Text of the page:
It was with great anticipation when I went out for the first sunrise of the trip since most of the summer and early fall the camera remained inside the dark confines of the bag, and never saw the light of day. There were just a few clouds around the horizon where the sun would rise, so there was no expectation of much color, but the excitement of witnessing the beginning of a new day over the ocean was a great start to the trip. Just getting back into taking photos again left me joyful. When the sun finally broke the horizon, I was lucky to trip the shutter just as a wave broke in front of it and memorialize that singular moment (below). But without any clouds in the area, I looked to the northeast for photos. That series of photos was discussed in Part Two and would be the polar opposite of any images available looking toward the sun.

Surf at Sunrise — Corolla Beach, NC © jj raia

OBX 2021 — Part Three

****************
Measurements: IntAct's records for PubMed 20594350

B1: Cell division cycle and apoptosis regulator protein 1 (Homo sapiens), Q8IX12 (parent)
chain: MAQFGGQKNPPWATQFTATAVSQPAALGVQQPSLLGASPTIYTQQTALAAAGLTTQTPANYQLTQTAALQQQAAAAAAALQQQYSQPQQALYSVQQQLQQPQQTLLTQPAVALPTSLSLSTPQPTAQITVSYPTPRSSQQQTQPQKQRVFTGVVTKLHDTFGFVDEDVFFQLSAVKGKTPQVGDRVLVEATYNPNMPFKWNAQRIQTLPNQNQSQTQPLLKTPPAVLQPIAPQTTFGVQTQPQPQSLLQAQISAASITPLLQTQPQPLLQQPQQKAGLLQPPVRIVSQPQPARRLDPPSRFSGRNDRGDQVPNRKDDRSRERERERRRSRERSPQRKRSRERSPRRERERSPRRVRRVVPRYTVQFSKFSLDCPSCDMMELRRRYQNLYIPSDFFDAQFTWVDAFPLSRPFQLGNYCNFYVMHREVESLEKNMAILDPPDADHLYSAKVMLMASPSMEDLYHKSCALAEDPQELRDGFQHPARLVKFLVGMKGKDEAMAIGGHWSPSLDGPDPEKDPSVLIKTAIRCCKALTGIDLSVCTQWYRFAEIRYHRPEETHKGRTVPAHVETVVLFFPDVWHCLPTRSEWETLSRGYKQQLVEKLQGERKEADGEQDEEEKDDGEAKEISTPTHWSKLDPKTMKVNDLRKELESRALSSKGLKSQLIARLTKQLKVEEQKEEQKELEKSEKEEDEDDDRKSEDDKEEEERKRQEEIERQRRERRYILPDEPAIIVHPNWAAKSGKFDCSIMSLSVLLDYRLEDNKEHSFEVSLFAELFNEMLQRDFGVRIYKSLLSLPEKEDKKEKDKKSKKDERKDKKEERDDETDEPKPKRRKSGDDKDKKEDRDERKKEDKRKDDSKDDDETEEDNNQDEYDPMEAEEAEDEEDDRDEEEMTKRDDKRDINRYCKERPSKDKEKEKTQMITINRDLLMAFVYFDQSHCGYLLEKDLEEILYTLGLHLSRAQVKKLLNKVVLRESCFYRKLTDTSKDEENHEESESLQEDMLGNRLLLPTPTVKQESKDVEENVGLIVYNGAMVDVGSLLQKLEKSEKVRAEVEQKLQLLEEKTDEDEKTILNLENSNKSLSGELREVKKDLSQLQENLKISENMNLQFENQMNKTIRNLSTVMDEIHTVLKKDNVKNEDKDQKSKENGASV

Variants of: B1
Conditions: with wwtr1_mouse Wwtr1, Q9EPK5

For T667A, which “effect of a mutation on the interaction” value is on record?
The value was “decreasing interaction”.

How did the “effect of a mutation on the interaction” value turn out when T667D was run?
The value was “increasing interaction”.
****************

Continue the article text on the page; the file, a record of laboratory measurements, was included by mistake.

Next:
As was the case last year, I was blessed this year with plenty of clouds during the week at the Outer Banks that played an important role in the resulting photos. Generally speaking, nothing enhances a broad landscape, no matter where it might be, more than an interesting sky with dramatic light, but even more so along the coast where there are no rocks, cliffs or mountains in the distance to help a composition. It seemed that almost every time I ventured out in the morning, things looked pretty gloomy with poor prospects, only to be rewarded with a few moments of great light streaking across the clouds. My time at Pea Island National Wildlife Refuge was similar. At first taking dull photos, feeling it was just a practice session for recording streaks in the surf, the sun popped through the cloud cover to light up a few clouds. As in the last post, I was trying to position the tripod where the surf would reach its furthest before returning back, and managed to get one frame showing that leading line almost down the middle, pointing to some reflections and a gathering of birds. A leading line is best utilized when it not only draws the viewer’s eye deep into the frame, but actually leads to something as well. Many of those birds blurred out and became distracting with the longer shutter speed, so there wasn’t any personal conflict about removing them, again with the clone tool in Photoshop. But a few of them were nearly motionless during the exposure, so they remained. Shortly thereafter, the few clouds that lit up lost their orange glow and I turned my attention away from the ocean.